古池や 蛙飛込む 水の音
furuike ya kawazu tobikomu mizu no oto
a frog jumps in:
the sound of water
– Matsuo Basho (1644-94)
The above haiku, written during the seventeenth century, is perhaps the best known haiku in the world. Compellingly simple, it invites the reader to perceive its deeper meanings.
Haiku's origins have been traced to a form of Japanese poetry known as haikai no renga, a kind of linked poetry that was practiced widely by Matsuo Basho (1644-94) and his contemporaries. Over time, the first link in a renga, the hokku, evolved into the haiku as we understand it today. A minimalist form of poetry, haiku has been popular among modern poets since the 1960s, when a western-world haiku movement generated increased interest in the form. Allen Ginsberg, Jack Kerouac, Gary Snyder, Billy Collins, John Ashbery, and Paul Muldoon have written haiku, and haiku-like poems are found in the works of such literary greats as Ezra Pound, Amy Lowell, and Richard Wright. Although something other than "mainstream" poetry and very much its own genre, haiku is a unique and demanding form to master.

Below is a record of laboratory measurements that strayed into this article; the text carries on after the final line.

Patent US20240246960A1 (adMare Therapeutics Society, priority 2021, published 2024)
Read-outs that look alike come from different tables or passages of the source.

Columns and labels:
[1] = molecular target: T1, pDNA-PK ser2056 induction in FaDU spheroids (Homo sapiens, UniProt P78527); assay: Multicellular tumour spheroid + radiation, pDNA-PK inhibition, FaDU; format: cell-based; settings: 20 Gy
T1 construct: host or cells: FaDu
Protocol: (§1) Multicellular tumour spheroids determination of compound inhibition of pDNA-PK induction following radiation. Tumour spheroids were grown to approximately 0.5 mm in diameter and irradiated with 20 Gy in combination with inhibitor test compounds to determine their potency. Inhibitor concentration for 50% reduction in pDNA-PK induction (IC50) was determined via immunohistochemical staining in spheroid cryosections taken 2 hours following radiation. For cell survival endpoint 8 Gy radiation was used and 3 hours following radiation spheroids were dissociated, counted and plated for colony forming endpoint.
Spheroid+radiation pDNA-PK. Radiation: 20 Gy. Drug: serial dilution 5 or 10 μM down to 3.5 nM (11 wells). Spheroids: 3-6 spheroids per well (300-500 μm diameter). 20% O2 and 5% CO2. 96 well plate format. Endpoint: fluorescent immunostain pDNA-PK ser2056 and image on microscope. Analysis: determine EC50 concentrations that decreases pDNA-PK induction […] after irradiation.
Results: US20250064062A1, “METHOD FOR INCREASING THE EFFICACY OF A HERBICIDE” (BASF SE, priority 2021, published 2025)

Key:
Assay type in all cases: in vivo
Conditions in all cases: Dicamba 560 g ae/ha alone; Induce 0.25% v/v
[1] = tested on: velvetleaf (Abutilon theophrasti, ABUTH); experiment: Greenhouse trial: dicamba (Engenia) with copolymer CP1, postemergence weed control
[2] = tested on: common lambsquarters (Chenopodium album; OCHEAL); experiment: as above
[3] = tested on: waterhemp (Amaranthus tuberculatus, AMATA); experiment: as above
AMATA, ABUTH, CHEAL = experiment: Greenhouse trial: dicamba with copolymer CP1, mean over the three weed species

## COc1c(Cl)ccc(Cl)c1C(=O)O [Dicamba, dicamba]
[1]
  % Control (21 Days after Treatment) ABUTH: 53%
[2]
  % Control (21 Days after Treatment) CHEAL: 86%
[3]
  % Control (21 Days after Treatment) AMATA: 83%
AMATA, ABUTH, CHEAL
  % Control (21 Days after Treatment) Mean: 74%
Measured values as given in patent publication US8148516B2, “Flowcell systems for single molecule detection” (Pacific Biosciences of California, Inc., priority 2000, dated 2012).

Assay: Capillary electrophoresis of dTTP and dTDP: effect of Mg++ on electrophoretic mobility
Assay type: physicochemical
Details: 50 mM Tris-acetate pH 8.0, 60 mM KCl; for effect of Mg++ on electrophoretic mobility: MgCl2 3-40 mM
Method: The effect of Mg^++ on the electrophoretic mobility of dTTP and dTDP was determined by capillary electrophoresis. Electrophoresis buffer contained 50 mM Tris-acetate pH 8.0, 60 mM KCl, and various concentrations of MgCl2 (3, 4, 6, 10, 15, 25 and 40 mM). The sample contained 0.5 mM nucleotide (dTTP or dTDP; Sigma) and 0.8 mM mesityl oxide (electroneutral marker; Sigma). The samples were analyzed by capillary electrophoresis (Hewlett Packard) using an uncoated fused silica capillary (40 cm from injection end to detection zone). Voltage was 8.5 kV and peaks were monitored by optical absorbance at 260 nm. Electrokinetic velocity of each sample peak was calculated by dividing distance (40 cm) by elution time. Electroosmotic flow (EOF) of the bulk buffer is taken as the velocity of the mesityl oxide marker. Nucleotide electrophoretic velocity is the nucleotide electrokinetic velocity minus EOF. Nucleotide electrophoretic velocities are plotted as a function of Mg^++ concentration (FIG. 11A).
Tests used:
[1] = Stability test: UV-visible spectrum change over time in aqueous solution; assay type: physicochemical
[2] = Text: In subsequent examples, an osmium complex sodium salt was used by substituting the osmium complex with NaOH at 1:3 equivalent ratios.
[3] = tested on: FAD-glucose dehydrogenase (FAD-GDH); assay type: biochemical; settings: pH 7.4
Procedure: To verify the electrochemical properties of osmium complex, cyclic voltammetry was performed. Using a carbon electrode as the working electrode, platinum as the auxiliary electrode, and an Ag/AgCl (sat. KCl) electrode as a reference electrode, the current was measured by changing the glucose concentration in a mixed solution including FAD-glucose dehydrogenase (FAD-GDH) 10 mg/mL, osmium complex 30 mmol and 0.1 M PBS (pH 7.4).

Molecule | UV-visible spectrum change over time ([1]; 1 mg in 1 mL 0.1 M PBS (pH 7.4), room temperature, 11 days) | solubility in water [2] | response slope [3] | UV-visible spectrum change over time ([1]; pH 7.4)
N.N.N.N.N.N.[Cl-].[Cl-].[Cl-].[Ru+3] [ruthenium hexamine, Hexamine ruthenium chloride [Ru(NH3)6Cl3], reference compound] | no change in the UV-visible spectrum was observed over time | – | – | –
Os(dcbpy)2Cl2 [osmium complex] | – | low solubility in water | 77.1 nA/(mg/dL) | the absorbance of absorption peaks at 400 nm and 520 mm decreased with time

In traditional Japanese, the haiku was typically written vertically on the page (from top to bottom). Each contained seventeen onji (音字) sound symbols. However, early translators were mistaken when they assumed that an onji was equivalent to a syllable in the English language and that haiku should be written in three lines containing 5,7, and 5 syllables respectively. Although incorrect, these “defining” qualities of haiku are still regarded as "haiku format" by many. A more acceptable standard for English-language haiku is 10-20 syllables in 3 lines with a longer second line and shorter first and third lines. That said, the parameters are often stretched depending on content and meaning. Three lines have become the norm, but haiku of one and two lines are also seen.